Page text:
Metal is seldom used anymore, except for structural reasons. The main disadvantage is its conductivity, which can create thermal bridging.
The thermal qualities of windows will vary by a wide percentage, but no matter how good, their insulating value is still pretty dismal.
It is quite expensive to achieve an R rating of over 4, and more common is a rating of less than 3.5. A double glass window sealed with an inert gas inside and with a low E coating is probably the best you will get at a reasonable payback. The low E coating is inexpensive and very worthwhile. This will give a rating of about 3.2. Compare this to a normal 2 x 6 wall, which has a rating of about 22 when properly insulated. This is a compelling argument for keeping window space to a minimum. Building codes may require that 10% of the wall space be devoted to window. Most people would want more than this. I don,t believe in spending large sums on extra window efficiency. The percentage gain on the window may be quite large, but the overall energy savings are quite small. Better options may be lined window treatments, or wide eaves to block the sun. Your motives , however, could be quite different from simply looking at the best value.
Note: R values can be confusing and are expressed differently in much of the world. Please use this link for an explanation which I hope doesn’t confuse you more.
Doors can be purchased in many styles and materials, and at costs ranging from a couple of hundred dollars up to several thousand. Most people would spend the most attention and money on a front door, and use more utilitarian doors in other locations.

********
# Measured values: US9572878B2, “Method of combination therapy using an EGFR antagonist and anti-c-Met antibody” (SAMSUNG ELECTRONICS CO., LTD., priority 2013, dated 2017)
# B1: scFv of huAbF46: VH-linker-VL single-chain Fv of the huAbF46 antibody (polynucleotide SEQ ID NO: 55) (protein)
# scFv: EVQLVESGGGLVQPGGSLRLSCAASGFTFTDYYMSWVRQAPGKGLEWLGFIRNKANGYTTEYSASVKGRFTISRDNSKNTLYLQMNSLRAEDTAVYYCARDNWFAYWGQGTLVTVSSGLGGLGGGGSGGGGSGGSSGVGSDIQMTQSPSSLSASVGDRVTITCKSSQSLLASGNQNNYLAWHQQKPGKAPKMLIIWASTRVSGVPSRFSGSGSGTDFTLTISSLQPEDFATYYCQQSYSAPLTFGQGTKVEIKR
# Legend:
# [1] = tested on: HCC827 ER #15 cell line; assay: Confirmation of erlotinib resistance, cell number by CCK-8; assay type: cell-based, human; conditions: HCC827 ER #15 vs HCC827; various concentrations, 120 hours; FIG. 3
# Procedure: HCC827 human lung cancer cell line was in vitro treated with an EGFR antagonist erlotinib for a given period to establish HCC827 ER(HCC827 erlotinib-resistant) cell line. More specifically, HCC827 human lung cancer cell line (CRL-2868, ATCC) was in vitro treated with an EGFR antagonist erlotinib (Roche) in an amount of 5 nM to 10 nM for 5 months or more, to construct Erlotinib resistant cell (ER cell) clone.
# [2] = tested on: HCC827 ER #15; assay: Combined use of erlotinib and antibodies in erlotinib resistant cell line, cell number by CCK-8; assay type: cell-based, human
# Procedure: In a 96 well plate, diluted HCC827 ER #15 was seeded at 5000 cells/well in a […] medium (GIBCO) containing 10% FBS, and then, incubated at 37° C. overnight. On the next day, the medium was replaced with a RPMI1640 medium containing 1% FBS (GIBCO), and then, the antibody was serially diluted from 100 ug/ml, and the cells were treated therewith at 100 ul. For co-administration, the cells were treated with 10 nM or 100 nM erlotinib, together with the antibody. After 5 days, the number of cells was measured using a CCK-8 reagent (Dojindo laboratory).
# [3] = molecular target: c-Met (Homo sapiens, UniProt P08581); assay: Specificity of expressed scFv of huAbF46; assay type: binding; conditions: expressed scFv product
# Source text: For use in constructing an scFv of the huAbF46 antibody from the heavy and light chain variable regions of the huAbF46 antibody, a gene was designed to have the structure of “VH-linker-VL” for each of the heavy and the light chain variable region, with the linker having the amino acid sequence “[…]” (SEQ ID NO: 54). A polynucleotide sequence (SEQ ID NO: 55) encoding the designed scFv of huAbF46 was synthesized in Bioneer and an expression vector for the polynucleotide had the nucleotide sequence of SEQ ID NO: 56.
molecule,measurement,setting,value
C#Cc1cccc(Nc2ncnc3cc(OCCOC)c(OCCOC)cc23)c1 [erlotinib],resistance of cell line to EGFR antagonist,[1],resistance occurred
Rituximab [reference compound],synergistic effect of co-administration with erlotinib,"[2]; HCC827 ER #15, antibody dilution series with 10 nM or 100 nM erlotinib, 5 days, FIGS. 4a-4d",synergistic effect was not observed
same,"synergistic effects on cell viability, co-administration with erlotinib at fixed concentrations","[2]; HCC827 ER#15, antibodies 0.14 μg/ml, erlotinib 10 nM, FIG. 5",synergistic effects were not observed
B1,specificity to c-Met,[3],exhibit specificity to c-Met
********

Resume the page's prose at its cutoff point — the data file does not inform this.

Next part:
A door may be mostly of glass, and as such, is similar to a window. It can have various sized and shaped openings with glass, often called lites, which may be decorative. Stained glass can give interesting effects. There can be one or more side lites, and there may be a transom window over the door, which may or may not open.
Double doors are a possible choice, and are commonly used for a patio entry, as well as for a front entrance. There are several different styles.
Sliding glass doors are popular for the patio or deck, and can open from either side, or both sides. It is possible to have blinds built in between the glass panels on sealed double glass doors. Maintaining a sliding door free from air leaks is more difficult than with other types.
When ordering doors, you must specify left or right swing and in or out opening. An in swing is not as easy to make secure, and their use is uncommon in exterior doors. All exterior doors should have a deadbolt lock, and if there is glass within reach, it should be keyed from both sides.
Material besides glass for exterior doors include, wood, metal and fiberglass.
Wood can be one of several species, and can be finished in different ways. There are craftsmen who make hand carved wooden doors to order, which can be beautiful and distinctive. One way your front entry can really make a statement.
Metal doors for residential use usually have a wooden frame, and are composed of a sandwich of wood and an insulating material between two sheets of steel. They require painting for protection against moisture. These are likely the most economical door.
Fiberglass doors may be superior for energy efficiency and maintenance, but are more costly in most cases.
A door like a window, is not great as far as insulating values are concerned. Keeping them well sealed requires regular maintenance. Storm doors may be a help, but the jury is still out on their insulating value. I think they have value beyond simple energy efficiency, such as reducing freeze ups and as a screen door if so equipped.